Influence of plant diversity on soil organic carbon storage and microbial transformation of organic carbon in soils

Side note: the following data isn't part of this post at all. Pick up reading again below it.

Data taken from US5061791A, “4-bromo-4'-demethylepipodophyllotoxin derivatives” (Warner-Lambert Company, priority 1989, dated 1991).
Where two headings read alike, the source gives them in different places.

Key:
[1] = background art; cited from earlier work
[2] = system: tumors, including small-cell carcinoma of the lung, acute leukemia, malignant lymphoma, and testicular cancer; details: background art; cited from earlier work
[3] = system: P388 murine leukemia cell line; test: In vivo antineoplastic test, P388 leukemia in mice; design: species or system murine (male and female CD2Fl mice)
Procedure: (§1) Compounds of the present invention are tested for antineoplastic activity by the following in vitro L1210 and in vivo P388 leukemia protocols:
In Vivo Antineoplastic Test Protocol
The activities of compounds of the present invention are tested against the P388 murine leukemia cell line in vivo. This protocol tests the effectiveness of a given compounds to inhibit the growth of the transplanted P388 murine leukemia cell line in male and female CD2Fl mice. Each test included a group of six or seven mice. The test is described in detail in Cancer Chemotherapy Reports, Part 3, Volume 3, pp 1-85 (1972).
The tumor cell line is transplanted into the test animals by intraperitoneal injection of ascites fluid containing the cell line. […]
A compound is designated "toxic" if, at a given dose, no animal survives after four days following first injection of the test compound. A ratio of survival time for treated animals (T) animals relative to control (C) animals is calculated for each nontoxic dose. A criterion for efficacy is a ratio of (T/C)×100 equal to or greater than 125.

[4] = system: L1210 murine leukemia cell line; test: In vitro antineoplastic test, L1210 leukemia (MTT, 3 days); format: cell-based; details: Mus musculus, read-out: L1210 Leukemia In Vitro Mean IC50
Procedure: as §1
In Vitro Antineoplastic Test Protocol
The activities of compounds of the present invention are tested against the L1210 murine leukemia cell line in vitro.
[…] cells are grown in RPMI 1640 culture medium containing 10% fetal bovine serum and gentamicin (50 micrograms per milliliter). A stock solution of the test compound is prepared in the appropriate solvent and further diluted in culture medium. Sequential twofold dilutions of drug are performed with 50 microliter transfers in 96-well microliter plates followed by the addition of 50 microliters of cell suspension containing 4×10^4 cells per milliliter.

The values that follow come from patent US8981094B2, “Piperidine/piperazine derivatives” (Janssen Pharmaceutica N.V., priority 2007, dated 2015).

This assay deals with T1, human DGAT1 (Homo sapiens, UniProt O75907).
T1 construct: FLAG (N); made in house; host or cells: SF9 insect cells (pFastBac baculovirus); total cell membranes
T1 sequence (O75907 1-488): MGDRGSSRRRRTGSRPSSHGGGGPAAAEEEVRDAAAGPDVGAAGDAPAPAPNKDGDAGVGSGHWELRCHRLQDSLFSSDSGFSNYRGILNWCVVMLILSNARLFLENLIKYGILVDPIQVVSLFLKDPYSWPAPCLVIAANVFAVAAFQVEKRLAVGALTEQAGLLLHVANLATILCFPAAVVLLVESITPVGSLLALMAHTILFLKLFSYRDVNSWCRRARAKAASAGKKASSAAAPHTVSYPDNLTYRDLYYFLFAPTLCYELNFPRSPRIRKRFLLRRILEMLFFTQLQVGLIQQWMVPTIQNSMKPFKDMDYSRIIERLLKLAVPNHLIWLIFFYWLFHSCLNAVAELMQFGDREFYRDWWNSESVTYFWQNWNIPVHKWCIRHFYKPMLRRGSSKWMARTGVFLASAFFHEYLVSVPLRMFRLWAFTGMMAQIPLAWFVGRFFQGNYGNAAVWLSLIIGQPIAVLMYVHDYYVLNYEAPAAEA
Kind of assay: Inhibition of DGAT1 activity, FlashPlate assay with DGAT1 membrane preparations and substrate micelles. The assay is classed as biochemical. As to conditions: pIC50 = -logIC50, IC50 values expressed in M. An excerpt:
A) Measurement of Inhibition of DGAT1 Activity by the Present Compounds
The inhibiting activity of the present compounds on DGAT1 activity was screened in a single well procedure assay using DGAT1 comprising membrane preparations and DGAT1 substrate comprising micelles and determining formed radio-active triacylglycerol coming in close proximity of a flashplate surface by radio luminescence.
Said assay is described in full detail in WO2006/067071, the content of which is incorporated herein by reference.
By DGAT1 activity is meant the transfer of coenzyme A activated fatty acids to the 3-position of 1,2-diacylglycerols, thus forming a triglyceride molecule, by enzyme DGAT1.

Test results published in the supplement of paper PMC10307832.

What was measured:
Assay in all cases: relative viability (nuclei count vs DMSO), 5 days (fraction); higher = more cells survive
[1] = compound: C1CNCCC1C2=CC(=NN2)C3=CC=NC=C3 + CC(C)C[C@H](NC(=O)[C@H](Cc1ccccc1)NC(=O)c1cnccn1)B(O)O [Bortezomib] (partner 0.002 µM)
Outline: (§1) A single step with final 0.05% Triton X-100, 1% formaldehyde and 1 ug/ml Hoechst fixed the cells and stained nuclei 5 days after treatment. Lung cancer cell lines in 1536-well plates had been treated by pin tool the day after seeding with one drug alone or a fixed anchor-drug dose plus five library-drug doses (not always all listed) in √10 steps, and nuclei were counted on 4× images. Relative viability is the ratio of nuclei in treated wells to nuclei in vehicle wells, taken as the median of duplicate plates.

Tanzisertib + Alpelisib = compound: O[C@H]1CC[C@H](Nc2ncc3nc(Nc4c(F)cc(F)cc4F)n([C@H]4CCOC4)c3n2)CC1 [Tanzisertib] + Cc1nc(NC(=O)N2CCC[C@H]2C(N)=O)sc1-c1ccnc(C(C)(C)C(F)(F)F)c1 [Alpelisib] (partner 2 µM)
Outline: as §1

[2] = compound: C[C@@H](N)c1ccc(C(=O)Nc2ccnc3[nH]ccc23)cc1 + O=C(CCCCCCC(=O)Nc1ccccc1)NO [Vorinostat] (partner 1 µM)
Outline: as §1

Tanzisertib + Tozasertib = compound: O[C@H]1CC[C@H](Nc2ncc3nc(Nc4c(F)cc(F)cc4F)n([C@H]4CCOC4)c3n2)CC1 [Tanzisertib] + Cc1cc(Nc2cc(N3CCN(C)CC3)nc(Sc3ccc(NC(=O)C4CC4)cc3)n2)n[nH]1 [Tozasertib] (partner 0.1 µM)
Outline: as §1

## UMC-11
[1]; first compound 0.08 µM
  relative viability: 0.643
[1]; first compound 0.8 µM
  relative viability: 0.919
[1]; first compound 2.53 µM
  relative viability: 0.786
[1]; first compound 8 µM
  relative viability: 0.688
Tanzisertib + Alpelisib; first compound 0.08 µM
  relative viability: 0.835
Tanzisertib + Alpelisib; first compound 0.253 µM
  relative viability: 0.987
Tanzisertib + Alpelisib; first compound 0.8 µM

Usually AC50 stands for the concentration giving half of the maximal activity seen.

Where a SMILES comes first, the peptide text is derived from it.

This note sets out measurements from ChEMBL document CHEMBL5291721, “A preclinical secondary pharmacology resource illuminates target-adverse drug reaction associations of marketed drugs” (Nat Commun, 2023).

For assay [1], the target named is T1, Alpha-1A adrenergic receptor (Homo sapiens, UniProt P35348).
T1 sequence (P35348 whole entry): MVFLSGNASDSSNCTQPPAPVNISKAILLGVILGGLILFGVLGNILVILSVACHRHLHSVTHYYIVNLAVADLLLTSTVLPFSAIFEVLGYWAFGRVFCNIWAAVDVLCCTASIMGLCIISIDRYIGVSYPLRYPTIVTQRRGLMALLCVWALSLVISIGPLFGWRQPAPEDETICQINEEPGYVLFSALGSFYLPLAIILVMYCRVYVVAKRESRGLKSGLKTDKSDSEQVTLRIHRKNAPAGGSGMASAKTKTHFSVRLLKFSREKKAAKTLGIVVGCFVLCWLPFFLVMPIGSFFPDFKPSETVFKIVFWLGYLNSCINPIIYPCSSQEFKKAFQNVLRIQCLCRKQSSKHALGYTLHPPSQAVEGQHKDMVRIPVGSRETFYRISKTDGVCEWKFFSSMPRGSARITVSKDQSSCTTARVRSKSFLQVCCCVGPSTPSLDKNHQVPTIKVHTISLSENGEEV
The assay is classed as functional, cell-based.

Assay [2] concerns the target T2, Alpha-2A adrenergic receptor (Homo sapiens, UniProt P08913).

Increasing plant diversity is known to be important for ecosystem functioning and an increase in soil organic carbon storage. The link between aboveground plant diversity and belowground diversity is currently under discussion. Furthermore, the mechanisms by which aboveground diversity impacts storage as well as the sustainability of storage are still not well understood. Addressing these issues the thesis contributes to a better understanding of the impact of plant diversity on belowground ecosystem functioning. For investigations the field site of The Jena Experiment was used. The species pool comprises 60 species common to the Central European Molinio-Arrhenatheretum grasslands. Between 2002 and 2007 organic carbon and nitrogen were stored in the top and sub soil. In the top soil the main drivers for storage were soil texture and plant diversity. While the root input was not important for storage in the top soil, it was found to significantly affect storage in the sub soil, where the system seemed to be input-limited. Due to the increased substrate use efficiency of microorganisms in the sub soil, the major part of the input was transformed and stored. Microbial transformation of input and sustainable sequestration of carbon was confirmed by the results of density fractionations. Soil microbial community was characterised by phospholipid fatty acids (PLFA). Although the abiotic factors were found to have an impact on microbial abundance, increased plant diversity lead to increased amounts of soil microbial biomass. For soil microbial biomass not only the amount of plant biomass input but also the quality and heterogeneity of input was important. The same result was found for the microbial composition and indicates that increasing diversity increases niche complementarity of soil microorganisms. The results newly establish the strong impact of plant diversity on the soil organic carbon and nitrogen storage beyond abiotic controls. Soil microorganisms were found to play the central role for transformation of organic input and were the main drivers for a sustainable storage at higher diversity levels. As specific interactions between the aboveground and belowground compartments are vital for the ecosystem functioning, this should strengthen our efforts to reduce species extinction.


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